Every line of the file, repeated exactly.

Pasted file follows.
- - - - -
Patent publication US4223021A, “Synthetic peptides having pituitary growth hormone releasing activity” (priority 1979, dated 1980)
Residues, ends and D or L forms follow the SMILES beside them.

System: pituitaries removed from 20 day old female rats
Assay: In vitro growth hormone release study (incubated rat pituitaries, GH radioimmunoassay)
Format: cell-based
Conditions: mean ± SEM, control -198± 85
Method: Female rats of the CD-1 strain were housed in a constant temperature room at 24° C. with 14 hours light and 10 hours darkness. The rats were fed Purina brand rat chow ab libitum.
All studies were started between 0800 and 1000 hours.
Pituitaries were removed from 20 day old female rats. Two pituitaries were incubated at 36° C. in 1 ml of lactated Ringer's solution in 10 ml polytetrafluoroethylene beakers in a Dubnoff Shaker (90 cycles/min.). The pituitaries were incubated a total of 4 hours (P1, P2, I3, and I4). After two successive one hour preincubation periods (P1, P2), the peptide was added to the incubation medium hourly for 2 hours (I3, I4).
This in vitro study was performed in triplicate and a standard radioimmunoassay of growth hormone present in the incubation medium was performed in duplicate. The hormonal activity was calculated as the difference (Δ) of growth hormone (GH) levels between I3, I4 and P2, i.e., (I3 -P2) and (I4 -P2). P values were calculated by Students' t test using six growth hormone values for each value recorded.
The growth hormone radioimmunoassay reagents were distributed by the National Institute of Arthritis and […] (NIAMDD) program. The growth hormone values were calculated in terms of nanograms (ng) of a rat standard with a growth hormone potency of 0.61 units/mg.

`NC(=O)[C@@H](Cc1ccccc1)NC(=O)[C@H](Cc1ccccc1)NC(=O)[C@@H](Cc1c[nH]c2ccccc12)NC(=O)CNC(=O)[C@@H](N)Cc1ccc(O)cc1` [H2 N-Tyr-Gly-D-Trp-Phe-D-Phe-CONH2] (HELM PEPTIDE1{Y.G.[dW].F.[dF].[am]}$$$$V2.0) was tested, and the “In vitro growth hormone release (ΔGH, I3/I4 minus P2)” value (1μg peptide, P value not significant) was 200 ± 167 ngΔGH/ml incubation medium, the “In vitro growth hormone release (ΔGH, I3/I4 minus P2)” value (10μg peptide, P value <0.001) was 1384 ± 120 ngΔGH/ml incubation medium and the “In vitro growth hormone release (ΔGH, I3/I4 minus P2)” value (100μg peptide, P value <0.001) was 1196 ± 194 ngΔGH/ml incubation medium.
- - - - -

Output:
Patent publication US4223021A, “Synthetic peptides having pituitary growth hormone releasing activity” (priority 1979, dated 1980)
Residues, ends and D or L forms follow the SMILES beside them.

System: pituitaries removed from 20 day old female rats
Assay: In vitro growth hormone release study (incubated rat pituitaries, GH radioimmunoassay)
Format: cell-based
Conditions: mean ± SEM, control -198± 85
Method: Female rats of the CD-1 strain were housed in a constant temperature room at 24° C. with 14 hours light and 10 hours darkness. The rats were fed Purina brand rat chow ab libitum.
All studies were started between 0800 and 1000 hours.
Pituitaries were removed from 20 day old female rats. Two pituitaries were incubated at 36° C. in 1 ml of lactated Ringer's solution in 10 ml polytetrafluoroethylene beakers in a Dubnoff Shaker (90 cycles/min.). The pituitaries were incubated a total of 4 hours (P1, P2, I3, and I4). After two successive one hour preincubation periods (P1, P2), the peptide was added to the incubation medium hourly for 2 hours (I3, I4).
This in vitro study was performed in triplicate and a standard radioimmunoassay of growth hormone present in the incubation medium was performed in duplicate. The hormonal activity was calculated as the difference (Δ) of growth hormone (GH) levels between I3, I4 and P2, i.e., (I3 -P2) and (I4 -P2). P values were calculated by Students' t test using six growth hormone values for each value recorded.
The growth hormone radioimmunoassay reagents were distributed by the National Institute of Arthritis and […] (NIAMDD) program. The growth hormone values were calculated in terms of nanograms (ng) of a rat standard with a growth hormone potency of 0.61 units/mg.

`NC(=O)[C@@H](Cc1ccccc1)NC(=O)[C@H](Cc1ccccc1)NC(=O)[C@@H](Cc1c[nH]c2ccccc12)NC(=O)CNC(=O)[C@@H](N)Cc1ccc(O)cc1` [H2 N-Tyr-Gly-D-Trp-Phe-D-Phe-CONH2] (HELM PEPTIDE1{Y.G.[dW].F.[dF].[am]}$$$$V2.0) was tested, and the “In vitro growth hormone release (ΔGH, I3/I4 minus P2)” value (1μg peptide, P value not significant) was 200 ± 167 ngΔGH/ml incubation medium, the “In vitro growth hormone release (ΔGH, I3/I4 minus P2)” value (10μg peptide, P value <0.001) was 1384 ± 120 ngΔGH/ml incubation medium and the “In vitro growth hormone release (ΔGH, I3/I4 minus P2)” value (100μg peptide, P value <0.001) was 1196 ± 194 ngΔGH/ml incubation medium.